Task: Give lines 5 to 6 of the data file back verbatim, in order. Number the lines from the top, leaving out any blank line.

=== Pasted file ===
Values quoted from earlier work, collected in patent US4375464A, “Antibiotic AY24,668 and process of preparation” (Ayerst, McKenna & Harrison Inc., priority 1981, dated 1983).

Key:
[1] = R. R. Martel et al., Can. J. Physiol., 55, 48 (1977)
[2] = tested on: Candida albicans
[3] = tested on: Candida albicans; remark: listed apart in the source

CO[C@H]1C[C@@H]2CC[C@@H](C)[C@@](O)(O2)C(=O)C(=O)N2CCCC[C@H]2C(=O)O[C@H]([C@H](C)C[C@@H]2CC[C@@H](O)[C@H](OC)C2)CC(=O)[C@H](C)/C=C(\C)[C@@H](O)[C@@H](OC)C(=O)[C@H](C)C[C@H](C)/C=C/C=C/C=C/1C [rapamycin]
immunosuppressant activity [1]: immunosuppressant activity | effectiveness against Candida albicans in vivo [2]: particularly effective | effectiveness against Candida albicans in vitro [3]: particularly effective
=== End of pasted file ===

[3] = tested on: Candida albicans; remark: listed apart in the source

CO[C@H]1C[C@@H]2CC[C@@H](C)[C@@](O)(O2)C(=O)C(=O)N2CCCC[C@H]2C(=O)O[C@H]([C@H](C)C[C@@H]2CC[C@@H](O)[C@H](OC)C2)CC(=O)[C@H](C)/C=C(\C)[C@@H](O)[C@@H](OC)C(=O)[C@H](C)C[C@H](C)/C=C/C=C/C=C/1C [rapamycin]